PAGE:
From 1 July 2022, Clinical Commissioning Groups (CCGs) will be dissolved, and Integrated Care Boards (ICBs) will take over the responsibility for NHS functions and budgets. We will become part of NHS Humber and North Yorkshire ICB. You can continue to use this website to find the information you need, which remains relevant for the Hull area.

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A campaign aimed at reducing unnecessary medicine waste launches today (19 February) across Hull and East Riding of Yorkshire GPs and community pharmacies.

NHS East Riding of Yorkshire Clinical Commissioning Group (CCG) and Hull CCG estimate that an incredible £2.8million is lost each year across the region through medicines waste alone.

The campaign, launched by both CCGs, encourages patients to only order what they need, return unwanted medicines to their pharmacy for safe disposal and not to stock-pile any medicines.

Paula South, Director of Quality & Governance/Lead Nurse, NHS East Riding of Yorkshire CCG said:

“Like the majority of CCGs up and down the country, we are under increasing pressure to improve productivity and make efficiency savings.

“We have already made changes to the way we prescribe medicine to reduce costs and regularly run campaigns encouraging people to buy medicines over the counter where possible. We are starting to see the benefits from these and in 2016; East Riding CCG saved an incredible £1.6m. However, with the help of the public we still need to do more.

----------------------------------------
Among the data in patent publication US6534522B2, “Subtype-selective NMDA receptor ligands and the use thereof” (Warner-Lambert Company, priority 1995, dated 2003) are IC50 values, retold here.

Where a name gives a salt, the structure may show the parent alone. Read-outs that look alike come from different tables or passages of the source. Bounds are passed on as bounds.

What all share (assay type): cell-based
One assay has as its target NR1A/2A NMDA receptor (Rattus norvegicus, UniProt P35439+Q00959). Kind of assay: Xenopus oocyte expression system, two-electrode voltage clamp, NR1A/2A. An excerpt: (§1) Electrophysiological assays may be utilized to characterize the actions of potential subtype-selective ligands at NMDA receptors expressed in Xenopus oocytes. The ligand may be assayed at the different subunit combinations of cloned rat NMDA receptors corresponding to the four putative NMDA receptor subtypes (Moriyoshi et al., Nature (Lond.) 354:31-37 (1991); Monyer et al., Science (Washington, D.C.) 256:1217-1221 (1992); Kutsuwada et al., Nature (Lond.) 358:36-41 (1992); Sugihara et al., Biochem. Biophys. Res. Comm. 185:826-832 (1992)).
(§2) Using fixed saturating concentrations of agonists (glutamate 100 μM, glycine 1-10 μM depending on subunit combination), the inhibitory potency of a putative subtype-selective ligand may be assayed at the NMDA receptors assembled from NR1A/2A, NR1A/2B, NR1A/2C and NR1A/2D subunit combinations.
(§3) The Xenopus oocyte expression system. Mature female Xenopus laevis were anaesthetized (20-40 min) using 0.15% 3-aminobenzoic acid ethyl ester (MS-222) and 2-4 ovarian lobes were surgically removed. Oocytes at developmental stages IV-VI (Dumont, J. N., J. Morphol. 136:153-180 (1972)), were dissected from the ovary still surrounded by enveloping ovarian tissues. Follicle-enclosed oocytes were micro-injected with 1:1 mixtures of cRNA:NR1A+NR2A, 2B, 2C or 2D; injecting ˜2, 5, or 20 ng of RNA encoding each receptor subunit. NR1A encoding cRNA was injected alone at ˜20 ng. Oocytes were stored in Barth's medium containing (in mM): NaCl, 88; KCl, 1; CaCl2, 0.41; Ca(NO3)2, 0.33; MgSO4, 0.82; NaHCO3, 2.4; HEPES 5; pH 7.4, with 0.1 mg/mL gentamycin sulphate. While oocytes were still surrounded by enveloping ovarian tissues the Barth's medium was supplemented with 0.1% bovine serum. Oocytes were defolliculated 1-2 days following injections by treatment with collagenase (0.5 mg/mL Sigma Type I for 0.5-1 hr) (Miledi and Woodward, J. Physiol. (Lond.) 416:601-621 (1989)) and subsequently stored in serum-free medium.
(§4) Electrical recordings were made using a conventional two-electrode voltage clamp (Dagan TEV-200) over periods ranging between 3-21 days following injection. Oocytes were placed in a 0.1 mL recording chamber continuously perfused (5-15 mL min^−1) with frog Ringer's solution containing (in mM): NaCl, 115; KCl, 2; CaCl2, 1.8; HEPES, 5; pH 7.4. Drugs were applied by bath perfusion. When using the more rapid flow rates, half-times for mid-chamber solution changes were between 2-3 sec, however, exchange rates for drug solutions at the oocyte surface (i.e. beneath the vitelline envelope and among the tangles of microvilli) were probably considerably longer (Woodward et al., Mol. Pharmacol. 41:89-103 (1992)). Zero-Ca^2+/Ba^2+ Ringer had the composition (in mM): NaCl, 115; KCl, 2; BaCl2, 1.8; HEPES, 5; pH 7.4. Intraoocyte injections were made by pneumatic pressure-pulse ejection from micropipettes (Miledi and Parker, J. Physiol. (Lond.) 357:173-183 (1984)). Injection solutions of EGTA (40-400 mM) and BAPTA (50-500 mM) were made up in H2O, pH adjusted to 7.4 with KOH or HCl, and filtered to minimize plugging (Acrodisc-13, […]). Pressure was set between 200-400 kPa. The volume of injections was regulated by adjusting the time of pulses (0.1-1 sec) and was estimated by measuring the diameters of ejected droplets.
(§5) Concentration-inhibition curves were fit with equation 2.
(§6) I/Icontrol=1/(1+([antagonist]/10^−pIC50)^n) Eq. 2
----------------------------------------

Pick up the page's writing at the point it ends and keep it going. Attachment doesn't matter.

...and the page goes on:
“Repeat prescriptions that are ordered and collected, but not used are one of our biggest problems. We are asking for patients on repeat prescriptions to think about what they are ordering and only ask for what they need and are running out of, any of the medicines can be dispensed when needed at a later date.

“Once medicines have been dispensed, they cannot be recycled, if your pharmacist does give somebody medicine they no longer require, they should give it back straight away, before leaving the chemist.

“Ideally, patients should book a regular medicine review with their local pharmacist or GP, to help manage their medicines in the best possible way for them.”

As well as the financial costs, another reason to not stock pile medicine is for safety purposes. Taking out of date medicine that has lost its effectiveness can cause complications, it is also a safety risk for children, friends and family who might take them.

Dr Dan Roper, Chair of NHS Hull CCG, added:

“Patients, GPs and pharmacists can make a huge difference by working together to manage medicines more effectively.

“The £2.8 million that could potentially be saved each year across Hull and East Riding of Yorkshire through better medicine management could instead be spent on an additional 74 district nurses, 132 drug treatment courses for breast cancer or a year’s support with a Dementia Advisor for 2,520 people diagnosed with early dementia.”

Find out more about what you can do to prevent medicine waste.

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